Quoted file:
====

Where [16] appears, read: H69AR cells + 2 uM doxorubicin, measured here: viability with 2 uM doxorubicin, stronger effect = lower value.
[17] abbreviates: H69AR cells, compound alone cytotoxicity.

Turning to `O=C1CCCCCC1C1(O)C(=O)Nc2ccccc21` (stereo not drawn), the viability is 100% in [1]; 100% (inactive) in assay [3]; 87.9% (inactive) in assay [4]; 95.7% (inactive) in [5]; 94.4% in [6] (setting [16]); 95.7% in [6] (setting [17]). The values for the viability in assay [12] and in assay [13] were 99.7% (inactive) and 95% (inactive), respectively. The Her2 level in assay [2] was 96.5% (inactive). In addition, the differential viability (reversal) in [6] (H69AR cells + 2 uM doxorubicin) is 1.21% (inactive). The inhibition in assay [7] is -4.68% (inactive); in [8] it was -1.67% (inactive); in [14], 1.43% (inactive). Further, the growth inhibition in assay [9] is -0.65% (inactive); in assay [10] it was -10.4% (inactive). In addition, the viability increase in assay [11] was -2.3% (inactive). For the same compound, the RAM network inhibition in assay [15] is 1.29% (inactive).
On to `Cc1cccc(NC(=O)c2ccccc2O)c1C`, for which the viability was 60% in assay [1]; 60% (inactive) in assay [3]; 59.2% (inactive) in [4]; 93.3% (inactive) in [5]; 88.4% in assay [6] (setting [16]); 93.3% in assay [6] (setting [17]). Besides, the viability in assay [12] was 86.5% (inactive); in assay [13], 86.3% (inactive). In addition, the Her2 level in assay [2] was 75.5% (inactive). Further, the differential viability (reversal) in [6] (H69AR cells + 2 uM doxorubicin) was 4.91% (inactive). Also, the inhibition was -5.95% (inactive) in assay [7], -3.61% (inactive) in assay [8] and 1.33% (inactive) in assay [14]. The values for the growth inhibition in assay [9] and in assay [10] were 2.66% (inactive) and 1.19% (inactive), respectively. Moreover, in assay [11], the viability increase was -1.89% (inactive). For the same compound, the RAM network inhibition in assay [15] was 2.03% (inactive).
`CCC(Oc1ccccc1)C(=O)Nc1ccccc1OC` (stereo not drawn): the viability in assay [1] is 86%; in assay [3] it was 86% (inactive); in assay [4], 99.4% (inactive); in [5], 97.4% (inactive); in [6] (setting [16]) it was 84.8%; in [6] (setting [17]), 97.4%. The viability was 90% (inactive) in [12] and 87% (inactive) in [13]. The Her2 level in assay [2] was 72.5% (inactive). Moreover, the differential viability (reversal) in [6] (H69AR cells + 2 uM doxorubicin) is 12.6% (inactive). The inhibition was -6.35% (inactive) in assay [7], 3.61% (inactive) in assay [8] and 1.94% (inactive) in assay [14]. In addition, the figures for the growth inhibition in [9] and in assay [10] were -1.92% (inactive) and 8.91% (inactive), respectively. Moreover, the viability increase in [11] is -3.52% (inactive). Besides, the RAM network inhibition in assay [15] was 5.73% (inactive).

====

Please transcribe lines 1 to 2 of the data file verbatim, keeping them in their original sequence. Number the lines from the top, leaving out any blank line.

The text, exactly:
Where [16] appears, read: H69AR cells + 2 uM doxorubicin, measured here: viability with 2 uM doxorubicin, stronger effect = lower value.
[17] abbreviates: H69AR cells, compound alone cytotoxicity.